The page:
• NAESP mentorships are anchored in research-based resources. The program offers a closer look into Leading Learning Communities: Pillars, Practices, and Priorities for Effective Principals. This was the foundation for my mentoring experience. It was a quick read with many valuable insights to leading a school, and it guided a lot of discussions between my protégé and me.
  • We built up our own networks of support. We were given time to collaborate with the other mentors who were administrators from different schools. Hearing the similarities of challenges and how different leaders have varying angles to facilitate discussions was a learning experience.
  • I received the gift of self-reflection. I learned a lot about my beliefs and practices. I became more aware of my actions when I needed to guide someone to complete a task instead of doing it myself. My questioning techniques and wait time improved. This improvement affected how I facilitate meetings and conversations with my staff and parents. In joining the mentor certification program, I thought I would develop my skills to foster the growth of others, but what I realized is that I also improved my conversation techniques and have positively impacted my school.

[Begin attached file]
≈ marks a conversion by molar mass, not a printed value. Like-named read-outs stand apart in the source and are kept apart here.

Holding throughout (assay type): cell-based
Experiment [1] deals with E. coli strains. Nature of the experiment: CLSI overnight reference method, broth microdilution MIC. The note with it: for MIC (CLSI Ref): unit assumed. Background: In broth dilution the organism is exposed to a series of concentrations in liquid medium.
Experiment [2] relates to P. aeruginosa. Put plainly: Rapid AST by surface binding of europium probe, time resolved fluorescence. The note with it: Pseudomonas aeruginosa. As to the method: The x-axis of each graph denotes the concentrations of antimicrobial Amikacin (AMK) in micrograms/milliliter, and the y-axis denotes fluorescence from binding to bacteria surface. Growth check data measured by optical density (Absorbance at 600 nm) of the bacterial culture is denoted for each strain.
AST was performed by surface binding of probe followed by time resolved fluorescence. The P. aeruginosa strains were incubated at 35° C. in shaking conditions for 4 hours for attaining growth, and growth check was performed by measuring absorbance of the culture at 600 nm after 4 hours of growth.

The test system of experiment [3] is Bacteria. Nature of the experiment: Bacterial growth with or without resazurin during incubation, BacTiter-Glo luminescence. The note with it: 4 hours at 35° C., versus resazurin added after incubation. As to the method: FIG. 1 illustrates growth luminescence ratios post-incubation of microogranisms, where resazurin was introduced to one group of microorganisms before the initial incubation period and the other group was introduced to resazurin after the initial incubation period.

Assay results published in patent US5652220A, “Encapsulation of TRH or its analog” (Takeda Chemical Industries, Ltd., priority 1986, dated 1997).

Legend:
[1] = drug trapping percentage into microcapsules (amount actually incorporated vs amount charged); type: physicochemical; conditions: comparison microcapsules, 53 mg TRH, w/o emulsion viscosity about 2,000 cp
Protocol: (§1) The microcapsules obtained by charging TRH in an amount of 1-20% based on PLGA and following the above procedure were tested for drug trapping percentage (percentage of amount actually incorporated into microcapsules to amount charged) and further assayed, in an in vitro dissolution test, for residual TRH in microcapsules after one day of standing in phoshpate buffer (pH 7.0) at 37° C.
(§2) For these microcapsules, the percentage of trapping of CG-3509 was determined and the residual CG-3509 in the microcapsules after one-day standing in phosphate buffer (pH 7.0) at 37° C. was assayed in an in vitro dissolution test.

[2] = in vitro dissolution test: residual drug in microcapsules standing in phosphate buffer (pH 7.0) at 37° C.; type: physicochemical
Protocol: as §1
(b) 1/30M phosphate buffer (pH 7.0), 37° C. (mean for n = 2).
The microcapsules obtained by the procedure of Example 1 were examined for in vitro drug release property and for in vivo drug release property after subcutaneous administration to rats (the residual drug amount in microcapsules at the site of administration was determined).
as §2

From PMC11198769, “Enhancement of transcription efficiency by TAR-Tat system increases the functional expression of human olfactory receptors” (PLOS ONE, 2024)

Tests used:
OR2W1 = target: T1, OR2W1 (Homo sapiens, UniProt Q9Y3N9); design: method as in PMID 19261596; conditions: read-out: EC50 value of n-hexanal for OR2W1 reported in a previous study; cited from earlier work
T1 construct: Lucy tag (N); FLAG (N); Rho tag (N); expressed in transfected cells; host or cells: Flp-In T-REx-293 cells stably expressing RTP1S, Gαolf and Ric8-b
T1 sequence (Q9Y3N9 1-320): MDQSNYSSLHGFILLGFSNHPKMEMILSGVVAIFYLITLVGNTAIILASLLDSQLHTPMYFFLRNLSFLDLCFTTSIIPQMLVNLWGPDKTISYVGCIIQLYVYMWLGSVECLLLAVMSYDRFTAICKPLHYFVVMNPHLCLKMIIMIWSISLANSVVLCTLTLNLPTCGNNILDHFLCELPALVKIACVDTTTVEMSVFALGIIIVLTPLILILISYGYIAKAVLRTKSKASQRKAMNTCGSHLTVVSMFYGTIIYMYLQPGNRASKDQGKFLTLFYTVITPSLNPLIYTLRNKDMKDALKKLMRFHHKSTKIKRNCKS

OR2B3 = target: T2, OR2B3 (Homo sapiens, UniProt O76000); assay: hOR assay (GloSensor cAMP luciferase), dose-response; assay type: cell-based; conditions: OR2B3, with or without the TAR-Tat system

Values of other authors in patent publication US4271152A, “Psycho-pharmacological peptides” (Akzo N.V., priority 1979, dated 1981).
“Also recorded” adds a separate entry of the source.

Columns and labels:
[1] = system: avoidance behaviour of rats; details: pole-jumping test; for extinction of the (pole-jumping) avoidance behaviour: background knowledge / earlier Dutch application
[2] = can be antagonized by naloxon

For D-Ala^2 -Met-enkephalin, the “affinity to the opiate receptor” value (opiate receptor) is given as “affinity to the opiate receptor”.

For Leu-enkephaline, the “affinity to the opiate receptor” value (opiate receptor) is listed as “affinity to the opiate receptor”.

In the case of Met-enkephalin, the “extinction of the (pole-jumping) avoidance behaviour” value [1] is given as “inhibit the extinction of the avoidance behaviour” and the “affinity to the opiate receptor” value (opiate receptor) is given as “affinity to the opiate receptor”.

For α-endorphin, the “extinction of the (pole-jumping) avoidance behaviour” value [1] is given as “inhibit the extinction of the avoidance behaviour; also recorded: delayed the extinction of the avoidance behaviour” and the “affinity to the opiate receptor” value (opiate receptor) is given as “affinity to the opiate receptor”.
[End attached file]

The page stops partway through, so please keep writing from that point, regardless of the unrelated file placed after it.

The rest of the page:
The lasting impression of the mentorship program were things I gained from this experience. My initial desire to gain a mentor certification was to learn how to professionally develop the growth of future administrators. I thought I would be learning a process to give back to the educational system. The NAESP mentor certification program instead became personally rewarding and offered networking opportunities with fellow principal mentors.

Lynne Ajifu is principal of Miliani Ike Elementary School in Hawaii.